I’m in a pedicure mood, and I want one now. So I did a search for “pedi cure near me” and was surprised to find that the top result is my blog post about the spelling of pedicure.
Google’s ads are at the top of this search result, and then my blog post is highlighted as if it were an ad. The ad/highlighted result says “pedicure or a pedicure? :a blog on the spelling of pedicure”, so it seems that Google is taking the title, removing all punctuation, and using that as the anchor text. (And they must trust me, since they don’t use any rel=nofollow on the link.)
The bottom results are real ads, including this one: “Check Out Pedi Cure On Ask.com”. (Ask is owned by InterActiveCorp which owns Match.com.)
Pedicure is the correct spelling.
Pedicure or pedi cure?
This is a common misspelling of the word pedicure.
A pedicure is a treatment for feet and toenails, that includes cleaning, trimming, filing, painting and massage.
Some people spell it pedi cure but this is not correct. A pedi cure is a made-up word.
There are many other words (such as manicure) which also have the -cure suffix, meaning remedy or solution.
The word pedicure comes from the Latin word for foot (pedis) and the French word for care (cure). The word first entered English in 1754.
I did a pedicure on my sister today and we were discussing if it is spelled pedicure or pedicure. I have always thought that it was a pedicure, but she thought that it was a pedicure. We decided to look up the answer and couldn’t find an answer anywhere, so we thought we would post the question on this spelling blog!
I am not sure which one is right because I have seen it spelled both ways. I will consult my favorite spelling book, When Do You Double The Final Consonant? by Nellie M. Kirkpatrick to see if there is an answer in there. There is no answer in the book, but there are some examples of words that are like this word. Here are the examples:
Pedi cure or pedi cure?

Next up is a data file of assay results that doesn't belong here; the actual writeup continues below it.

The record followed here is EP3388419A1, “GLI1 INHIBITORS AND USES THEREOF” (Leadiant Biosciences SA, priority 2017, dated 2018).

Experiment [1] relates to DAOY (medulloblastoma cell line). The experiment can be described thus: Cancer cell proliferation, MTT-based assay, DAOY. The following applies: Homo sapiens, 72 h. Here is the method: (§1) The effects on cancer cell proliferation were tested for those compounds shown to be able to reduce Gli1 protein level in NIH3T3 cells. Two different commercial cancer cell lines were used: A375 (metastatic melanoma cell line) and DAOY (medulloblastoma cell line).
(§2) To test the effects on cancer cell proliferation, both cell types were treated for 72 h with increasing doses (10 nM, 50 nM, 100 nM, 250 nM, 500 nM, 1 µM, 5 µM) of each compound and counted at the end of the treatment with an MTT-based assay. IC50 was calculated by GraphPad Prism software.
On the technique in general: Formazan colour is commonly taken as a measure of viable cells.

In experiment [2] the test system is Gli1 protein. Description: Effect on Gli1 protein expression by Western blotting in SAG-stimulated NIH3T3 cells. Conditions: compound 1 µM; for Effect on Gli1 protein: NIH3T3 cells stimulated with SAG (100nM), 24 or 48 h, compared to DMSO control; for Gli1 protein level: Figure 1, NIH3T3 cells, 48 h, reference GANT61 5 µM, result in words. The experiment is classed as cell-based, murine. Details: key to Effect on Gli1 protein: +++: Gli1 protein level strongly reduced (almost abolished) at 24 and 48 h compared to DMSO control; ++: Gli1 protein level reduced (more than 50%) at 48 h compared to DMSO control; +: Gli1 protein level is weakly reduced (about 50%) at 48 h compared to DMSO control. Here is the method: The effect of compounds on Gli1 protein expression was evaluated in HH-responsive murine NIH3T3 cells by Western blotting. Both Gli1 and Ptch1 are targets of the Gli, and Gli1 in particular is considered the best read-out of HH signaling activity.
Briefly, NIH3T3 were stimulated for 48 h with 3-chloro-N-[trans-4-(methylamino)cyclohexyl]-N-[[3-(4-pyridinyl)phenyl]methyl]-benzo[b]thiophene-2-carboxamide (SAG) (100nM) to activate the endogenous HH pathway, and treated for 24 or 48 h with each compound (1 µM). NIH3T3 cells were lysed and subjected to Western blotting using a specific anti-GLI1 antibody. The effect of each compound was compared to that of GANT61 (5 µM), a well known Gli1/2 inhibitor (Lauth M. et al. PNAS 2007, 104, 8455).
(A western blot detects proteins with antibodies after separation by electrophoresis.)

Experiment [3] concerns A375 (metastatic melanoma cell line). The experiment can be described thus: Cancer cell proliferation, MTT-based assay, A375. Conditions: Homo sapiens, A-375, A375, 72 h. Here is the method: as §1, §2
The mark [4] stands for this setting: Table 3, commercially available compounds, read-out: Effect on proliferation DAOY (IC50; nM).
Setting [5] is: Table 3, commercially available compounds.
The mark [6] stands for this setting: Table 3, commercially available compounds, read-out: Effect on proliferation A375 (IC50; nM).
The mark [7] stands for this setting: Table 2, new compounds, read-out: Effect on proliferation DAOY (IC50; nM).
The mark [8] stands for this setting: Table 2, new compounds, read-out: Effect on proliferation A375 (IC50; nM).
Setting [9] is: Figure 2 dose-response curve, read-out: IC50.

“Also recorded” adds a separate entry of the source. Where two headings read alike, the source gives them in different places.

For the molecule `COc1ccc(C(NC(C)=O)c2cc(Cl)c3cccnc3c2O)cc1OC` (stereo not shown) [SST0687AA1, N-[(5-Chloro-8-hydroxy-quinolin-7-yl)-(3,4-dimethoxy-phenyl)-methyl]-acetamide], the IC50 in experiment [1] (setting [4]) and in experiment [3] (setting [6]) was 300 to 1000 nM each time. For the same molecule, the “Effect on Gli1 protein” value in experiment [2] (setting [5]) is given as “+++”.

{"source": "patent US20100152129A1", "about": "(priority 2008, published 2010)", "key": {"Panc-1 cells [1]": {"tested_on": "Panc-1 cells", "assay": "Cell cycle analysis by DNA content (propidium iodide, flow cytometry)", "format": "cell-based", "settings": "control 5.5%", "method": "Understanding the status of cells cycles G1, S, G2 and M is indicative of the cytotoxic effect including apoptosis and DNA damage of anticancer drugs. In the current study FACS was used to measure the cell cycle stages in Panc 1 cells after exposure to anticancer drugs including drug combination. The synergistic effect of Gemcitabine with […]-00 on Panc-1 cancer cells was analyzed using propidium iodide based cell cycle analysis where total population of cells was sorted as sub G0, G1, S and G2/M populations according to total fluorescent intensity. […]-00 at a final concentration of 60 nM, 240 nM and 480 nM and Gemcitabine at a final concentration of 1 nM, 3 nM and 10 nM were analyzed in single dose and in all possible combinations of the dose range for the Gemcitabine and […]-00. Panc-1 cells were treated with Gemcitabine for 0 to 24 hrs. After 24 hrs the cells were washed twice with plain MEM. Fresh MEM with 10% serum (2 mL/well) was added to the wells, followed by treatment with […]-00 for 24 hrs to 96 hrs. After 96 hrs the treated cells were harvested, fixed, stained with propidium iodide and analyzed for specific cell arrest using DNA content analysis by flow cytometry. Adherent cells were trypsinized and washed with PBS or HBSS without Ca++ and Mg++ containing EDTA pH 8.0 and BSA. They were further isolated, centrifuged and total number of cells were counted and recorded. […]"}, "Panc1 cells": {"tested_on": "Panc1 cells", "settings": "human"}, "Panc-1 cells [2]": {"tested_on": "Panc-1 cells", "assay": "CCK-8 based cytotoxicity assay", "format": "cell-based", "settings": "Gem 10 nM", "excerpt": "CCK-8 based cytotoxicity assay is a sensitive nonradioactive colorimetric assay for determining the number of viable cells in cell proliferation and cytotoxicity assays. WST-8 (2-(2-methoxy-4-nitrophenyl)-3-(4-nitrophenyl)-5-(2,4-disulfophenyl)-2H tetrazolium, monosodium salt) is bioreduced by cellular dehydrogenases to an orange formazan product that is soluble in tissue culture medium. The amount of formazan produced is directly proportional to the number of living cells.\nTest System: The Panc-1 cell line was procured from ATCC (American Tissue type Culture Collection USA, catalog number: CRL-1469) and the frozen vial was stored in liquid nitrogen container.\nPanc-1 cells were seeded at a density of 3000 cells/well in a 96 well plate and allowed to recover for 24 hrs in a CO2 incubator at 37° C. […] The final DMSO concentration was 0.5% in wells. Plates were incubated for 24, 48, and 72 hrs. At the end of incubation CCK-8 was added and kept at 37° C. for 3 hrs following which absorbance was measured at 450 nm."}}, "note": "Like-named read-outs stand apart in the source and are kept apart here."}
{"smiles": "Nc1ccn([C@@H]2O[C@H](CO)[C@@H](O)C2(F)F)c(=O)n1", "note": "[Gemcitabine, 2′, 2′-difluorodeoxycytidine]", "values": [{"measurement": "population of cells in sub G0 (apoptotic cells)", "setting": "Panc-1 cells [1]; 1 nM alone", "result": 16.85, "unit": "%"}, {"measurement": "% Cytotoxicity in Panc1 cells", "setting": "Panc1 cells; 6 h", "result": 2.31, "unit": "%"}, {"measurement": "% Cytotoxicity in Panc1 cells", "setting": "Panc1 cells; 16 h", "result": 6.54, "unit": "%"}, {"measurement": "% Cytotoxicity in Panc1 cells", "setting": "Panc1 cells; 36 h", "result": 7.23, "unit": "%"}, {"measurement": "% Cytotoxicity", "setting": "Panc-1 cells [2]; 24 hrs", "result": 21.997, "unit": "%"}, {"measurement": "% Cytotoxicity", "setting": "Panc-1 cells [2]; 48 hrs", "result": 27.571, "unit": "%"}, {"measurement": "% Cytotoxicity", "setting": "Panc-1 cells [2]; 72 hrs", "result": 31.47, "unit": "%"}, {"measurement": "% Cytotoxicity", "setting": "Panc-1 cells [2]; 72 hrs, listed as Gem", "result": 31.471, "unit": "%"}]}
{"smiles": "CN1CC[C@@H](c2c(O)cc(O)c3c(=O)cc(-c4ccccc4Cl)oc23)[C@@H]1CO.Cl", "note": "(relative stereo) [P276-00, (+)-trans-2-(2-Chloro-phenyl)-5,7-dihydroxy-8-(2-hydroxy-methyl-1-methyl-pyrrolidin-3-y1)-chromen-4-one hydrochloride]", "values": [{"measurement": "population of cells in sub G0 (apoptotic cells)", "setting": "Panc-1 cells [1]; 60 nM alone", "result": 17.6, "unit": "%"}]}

Pedicure or pedicure?
To pedi cure, or to pedi cure: that is the question.
Whether ’tis nobler in the mind to suffer
The slings and arrows of outrageous fortune,
The spelling pedicure is one of those words that has gone through several changes over the centuries. The word started as a Latin expression, pedi cura (foot care), which was then turned into the French pédicure.
The French pédicure underwent some changes in spelling before it became the English pedicure. The change from é to e is fairly common when words are borrowed from French, but not always consistent. For instance, we still spell café and résumé with an accent mark. A second change also occurred: in Old French, the circumflex accent over the i was used to indicate that it was a long vowel sound. When the word was borrowed into English, this accent mark was dropped and replaced with a double letter (since in English two cs make a long c sound).
By the early 1900s, however, pedicure began to be spelled with an i instead of a y. This change may have been due to confusion with the word manicure, which shares the same root: manus (Latin for “hand”). Or there may have been some influence from some other words also ending in -cure (such as cure or secure), which are generally spelled without a y. Either way, this
When it comes to pedicures and manicures, we’re all on the same page, right? It’s pedicure when you’re talking about your feet, and manicure when you’re talking about your hands.
Not so fast.
In fact, there is a lot of debate over the proper spelling of these words. People often seem to be confused about whether they should be spelled “pedicure” or “pedicure,” or “manicure” or “manicure.”
Well, in my humble opinion, the answer is straightforward. Pedicure and manicure are both correct spellings of these words. The only difference is that the former refers to care of the fingernails and/or hands, while the latter refers to care of the toes and/or feet.
If you are uncertain which spelling is correct for your purposes, simply ask yourself two simple questions: (1) Are you referring to care for your hands or feet? (2) Are you referring to care for your nails or toes? Answering these two questions will help you determine which spelling is correct for what you are trying to say.
It is important to note that the word pedicure comes from the Latin word pedis meaning “of the foot” and cura meaning “cure”. Therefore, the correct spelling of pedicure is pedicure.
Though you may see instances of pedicure with a d, these are incorrect. Some people mistakenly add the d to make it appear more like the word manicure. However, when broken down by syllable, this would mean that we would have to spell manicure mani cure. This spelling is not correct. Though there are some similarities between the two words, they do not have the same roots or origins.